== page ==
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Spotlighting Health

Heritage Health focuses on important health topics every month. 

Colonscopy screenings save lives

Dr. Daniel Henbest

Colon Cancer remains one of the leading causes of cancer-related deaths. Approximately 50,000 people die from the disease every year.

 

It’s believed that thousands of those deaths could have been prevented.  

 

Colon cancer is often asymptomatic in its early stages, said Dr. Anthony Rehil-Crest, Chief Clinical Officer with Heritage Health.

 

“Colon cancer screening can reduce morbidity and mortality from colon cancer,” said Rehil-Crest. “After being diagnosed with colorectal cancer, approximately one in three will die from their disease and these deaths are largely preventable with proper screening, increased physical activity and healthy nutrition.” 

 

According to the American Cancer Society, over 100,000 new cases of colon cancer are diagnosed annually in the United States. 

 

Colorectal cancer begins in the colon or the rectum. These cancers can also be named colon cancer or rectal cancer, depending on where they start.  

 

It’s essential for men and women to get colon screenings.

 

“Screening for colon cancer can detect precancerous lesions before they turn into cancer,” said Rehil-Crest. “If cancer is detected early, treatments are more likely to result in a favorable outcome.”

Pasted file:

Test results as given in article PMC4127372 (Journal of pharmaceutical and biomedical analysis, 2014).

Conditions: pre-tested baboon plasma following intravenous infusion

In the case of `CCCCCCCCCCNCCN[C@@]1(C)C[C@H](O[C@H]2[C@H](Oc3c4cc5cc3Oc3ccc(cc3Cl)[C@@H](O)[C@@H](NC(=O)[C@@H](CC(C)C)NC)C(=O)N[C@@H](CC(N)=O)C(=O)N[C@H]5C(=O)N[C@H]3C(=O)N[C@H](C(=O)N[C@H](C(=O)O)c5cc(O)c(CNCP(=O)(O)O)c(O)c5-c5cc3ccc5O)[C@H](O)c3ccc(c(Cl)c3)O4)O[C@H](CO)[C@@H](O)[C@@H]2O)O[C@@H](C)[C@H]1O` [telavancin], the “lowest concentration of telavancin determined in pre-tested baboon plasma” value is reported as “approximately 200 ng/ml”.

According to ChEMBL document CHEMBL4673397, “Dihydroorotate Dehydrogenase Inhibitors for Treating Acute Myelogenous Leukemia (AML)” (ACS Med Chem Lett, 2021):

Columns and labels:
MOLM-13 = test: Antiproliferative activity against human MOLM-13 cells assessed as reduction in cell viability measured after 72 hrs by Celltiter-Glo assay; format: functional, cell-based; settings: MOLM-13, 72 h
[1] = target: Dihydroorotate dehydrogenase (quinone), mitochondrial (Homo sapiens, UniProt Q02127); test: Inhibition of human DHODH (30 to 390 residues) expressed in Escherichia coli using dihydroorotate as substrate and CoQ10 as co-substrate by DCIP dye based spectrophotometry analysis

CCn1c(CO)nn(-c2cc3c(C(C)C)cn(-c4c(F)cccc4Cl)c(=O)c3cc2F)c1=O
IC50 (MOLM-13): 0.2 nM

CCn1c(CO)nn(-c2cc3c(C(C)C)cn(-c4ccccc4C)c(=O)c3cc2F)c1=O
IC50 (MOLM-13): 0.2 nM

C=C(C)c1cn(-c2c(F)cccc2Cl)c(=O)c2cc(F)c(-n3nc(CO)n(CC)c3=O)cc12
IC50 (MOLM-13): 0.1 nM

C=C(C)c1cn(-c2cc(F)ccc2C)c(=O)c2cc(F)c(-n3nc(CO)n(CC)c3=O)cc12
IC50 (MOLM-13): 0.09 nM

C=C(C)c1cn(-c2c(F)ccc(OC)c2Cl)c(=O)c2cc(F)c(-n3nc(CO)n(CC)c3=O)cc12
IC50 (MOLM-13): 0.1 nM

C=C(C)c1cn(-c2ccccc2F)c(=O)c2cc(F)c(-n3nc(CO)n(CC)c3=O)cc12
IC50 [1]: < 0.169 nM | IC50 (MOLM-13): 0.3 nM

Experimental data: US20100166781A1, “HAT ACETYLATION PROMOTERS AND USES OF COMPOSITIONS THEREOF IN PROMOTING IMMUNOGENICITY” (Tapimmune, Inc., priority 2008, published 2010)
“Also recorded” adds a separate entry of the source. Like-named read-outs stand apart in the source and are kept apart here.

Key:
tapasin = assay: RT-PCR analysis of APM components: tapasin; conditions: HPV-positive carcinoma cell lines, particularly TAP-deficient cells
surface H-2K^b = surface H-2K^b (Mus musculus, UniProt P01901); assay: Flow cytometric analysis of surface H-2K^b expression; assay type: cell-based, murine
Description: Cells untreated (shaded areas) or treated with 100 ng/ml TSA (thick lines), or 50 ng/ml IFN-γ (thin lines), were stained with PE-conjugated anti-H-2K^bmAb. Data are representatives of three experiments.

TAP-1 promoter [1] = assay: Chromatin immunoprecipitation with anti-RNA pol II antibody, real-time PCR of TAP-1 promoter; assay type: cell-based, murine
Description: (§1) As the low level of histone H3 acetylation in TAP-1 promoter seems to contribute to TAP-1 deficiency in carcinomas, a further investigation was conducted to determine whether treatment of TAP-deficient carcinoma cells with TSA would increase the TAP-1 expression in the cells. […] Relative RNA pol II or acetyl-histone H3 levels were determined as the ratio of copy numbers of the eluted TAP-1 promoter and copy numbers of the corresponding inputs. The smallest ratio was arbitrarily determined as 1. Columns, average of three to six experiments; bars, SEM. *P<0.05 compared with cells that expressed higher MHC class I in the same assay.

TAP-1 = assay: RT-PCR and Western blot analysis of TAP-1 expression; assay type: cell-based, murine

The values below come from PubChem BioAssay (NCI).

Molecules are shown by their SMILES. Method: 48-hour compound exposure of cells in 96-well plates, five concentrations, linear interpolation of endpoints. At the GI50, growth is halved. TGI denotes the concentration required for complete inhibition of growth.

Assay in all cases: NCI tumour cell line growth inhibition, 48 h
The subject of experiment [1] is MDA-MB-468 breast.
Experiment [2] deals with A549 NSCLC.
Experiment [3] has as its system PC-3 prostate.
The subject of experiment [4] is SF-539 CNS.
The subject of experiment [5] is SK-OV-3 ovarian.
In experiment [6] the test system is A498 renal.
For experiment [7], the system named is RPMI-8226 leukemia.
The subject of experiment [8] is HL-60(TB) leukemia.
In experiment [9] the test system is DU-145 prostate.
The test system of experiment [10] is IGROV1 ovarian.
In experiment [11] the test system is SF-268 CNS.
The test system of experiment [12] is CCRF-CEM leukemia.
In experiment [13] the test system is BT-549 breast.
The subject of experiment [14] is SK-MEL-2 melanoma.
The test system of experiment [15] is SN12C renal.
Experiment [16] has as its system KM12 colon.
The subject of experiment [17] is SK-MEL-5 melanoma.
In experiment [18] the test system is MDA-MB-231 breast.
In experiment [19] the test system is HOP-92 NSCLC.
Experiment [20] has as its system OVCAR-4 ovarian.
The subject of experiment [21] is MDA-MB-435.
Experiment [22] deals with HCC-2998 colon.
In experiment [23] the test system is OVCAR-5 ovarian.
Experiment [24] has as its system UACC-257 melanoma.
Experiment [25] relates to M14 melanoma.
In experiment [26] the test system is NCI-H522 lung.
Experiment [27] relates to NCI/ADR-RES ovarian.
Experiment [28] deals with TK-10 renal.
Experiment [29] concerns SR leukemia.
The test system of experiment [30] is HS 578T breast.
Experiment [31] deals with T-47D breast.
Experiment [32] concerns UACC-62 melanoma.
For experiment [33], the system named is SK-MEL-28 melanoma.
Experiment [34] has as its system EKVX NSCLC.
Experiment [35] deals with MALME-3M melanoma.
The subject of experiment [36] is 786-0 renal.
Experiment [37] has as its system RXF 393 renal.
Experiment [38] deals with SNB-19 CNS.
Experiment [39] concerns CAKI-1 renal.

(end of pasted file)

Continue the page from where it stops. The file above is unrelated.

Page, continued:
Symptoms for colon cancer vary but people may experience pain in the abdomen, blood in the stool, change in bowel habits, along with anemia or fatigue. However, many people with colon cancer may not have symptoms at all and this is where regular screening can save lives.

 

Patients without a personal or family history of colon cancer or colon polyps are at average risk for colon cancer, and screening should begin at age 45 and no later than 50. Patients with first-degree relatives who had colon cancer or polyps are at increased risk and should be screened more frequently, usually starting 10 years before the family member's age at diagnosis.  

 

 “Colonoscopies are the best screening test, but it does come with some risk and some discomfort from the preparation,” said Rehil-Crest. “If a colonoscopy is negative, the test only needs to be repeated once every 10 years.  If pre-cancerous polyps are found, colonoscopy screenings may be repeated every three to five years as needed.” 

 

 

Home screenings have been growing in popularity.

 

The FIT test can be performed in the comfort of the home and returned to the physician’s office for processing. Cologuard is another non-invasive test that can be performed at home. While the FIT test must be performed annually, Cologuard can be completed every three years if the test is negative. If either test is positive, a colonoscopy would need to be performed to confirm or exclude a diagnosis of colon cancer. 

 

“While colonoscopy remains the best colon cancer screening, tests such as Cologuard and fecal occult blood testing are good initial options for individuals with average risk,” said Rehil-Crest. “

 

Ask your healthcare provider about your risk for colon cancer and what screening test is best for you. To schedule an appointment, call (208) 620-5250.  

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